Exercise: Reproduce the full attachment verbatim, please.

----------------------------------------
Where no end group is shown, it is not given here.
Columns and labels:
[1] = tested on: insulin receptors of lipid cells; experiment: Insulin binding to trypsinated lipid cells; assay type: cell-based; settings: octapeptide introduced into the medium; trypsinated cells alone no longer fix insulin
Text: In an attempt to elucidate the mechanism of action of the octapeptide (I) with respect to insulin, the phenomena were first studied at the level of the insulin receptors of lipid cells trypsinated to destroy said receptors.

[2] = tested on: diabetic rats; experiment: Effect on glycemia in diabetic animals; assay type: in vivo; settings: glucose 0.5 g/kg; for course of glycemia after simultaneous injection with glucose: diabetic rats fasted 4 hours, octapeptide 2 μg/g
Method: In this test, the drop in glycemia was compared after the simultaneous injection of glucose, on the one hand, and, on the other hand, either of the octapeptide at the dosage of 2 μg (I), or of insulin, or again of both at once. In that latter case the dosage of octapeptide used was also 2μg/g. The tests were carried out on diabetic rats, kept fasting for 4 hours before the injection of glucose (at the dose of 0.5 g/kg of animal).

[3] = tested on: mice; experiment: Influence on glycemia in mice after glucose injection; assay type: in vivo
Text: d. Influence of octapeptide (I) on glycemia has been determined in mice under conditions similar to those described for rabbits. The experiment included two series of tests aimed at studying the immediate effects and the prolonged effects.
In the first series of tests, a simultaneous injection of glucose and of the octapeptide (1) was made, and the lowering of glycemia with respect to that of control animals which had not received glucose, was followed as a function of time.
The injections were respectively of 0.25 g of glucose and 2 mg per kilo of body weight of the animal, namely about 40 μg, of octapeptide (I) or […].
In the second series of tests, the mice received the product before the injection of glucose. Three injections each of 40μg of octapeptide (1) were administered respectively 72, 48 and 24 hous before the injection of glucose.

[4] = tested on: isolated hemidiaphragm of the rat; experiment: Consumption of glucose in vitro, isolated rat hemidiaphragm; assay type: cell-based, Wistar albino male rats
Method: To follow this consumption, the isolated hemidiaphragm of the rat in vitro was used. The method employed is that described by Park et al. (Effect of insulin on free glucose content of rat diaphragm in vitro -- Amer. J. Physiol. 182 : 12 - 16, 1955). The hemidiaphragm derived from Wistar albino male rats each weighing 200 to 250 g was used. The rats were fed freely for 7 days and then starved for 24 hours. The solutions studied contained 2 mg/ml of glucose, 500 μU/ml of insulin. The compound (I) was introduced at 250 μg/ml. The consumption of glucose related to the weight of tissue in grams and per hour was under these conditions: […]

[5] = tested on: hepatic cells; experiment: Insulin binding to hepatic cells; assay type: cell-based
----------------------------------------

Where no end group is shown, it is not given here.
Columns and labels:
[1] = tested on: insulin receptors of lipid cells; experiment: Insulin binding to trypsinated lipid cells; assay type: cell-based; settings: octapeptide introduced into the medium; trypsinated cells alone no longer fix insulin
Text: In an attempt to elucidate the mechanism of action of the octapeptide (I) with respect to insulin, the phenomena were first studied at the level of the insulin receptors of lipid cells trypsinated to destroy said receptors.

[2] = tested on: diabetic rats; experiment: Effect on glycemia in diabetic animals; assay type: in vivo; settings: glucose 0.5 g/kg; for course of glycemia after simultaneous injection with glucose: diabetic rats fasted 4 hours, octapeptide 2 μg/g
Method: In this test, the drop in glycemia was compared after the simultaneous injection of glucose, on the one hand, and, on the other hand, either of the octapeptide at the dosage of 2 μg (I), or of insulin, or again of both at once. In that latter case the dosage of octapeptide used was also 2μg/g. The tests were carried out on diabetic rats, kept fasting for 4 hours before the injection of glucose (at the dose of 0.5 g/kg of animal).

[3] = tested on: mice; experiment: Influence on glycemia in mice after glucose injection; assay type: in vivo
Text: d. Influence of octapeptide (I) on glycemia has been determined in mice under conditions similar to those described for rabbits. The experiment included two series of tests aimed at studying the immediate effects and the prolonged effects.
In the first series of tests, a simultaneous injection of glucose and of the octapeptide (1) was made, and the lowering of glycemia with respect to that of control animals which had not received glucose, was followed as a function of time.
The injections were respectively of 0.25 g of glucose and 2 mg per kilo of body weight of the animal, namely about 40 μg, of octapeptide (I) or […].
In the second series of tests, the mice received the product before the injection of glucose. Three injections each of 40μg of octapeptide (1) were administered respectively 72, 48 and 24 hous before the injection of glucose.

[4] = tested on: isolated hemidiaphragm of the rat; experiment: Consumption of glucose in vitro, isolated rat hemidiaphragm; assay type: cell-based, Wistar albino male rats
Method: To follow this consumption, the isolated hemidiaphragm of the rat in vitro was used. The method employed is that described by Park et al. (Effect of insulin on free glucose content of rat diaphragm in vitro -- Amer. J. Physiol. 182 : 12 - 16, 1955). The hemidiaphragm derived from Wistar albino male rats each weighing 200 to 250 g was used. The rats were fed freely for 7 days and then starved for 24 hours. The solutions studied contained 2 mg/ml of glucose, 500 μU/ml of insulin. The compound (I) was introduced at 250 μg/ml. The consumption of glucose related to the weight of tissue in grams and per hour was under these conditions: […]

[5] = tested on: hepatic cells; experiment: Insulin binding to hepatic cells; assay type: cell-based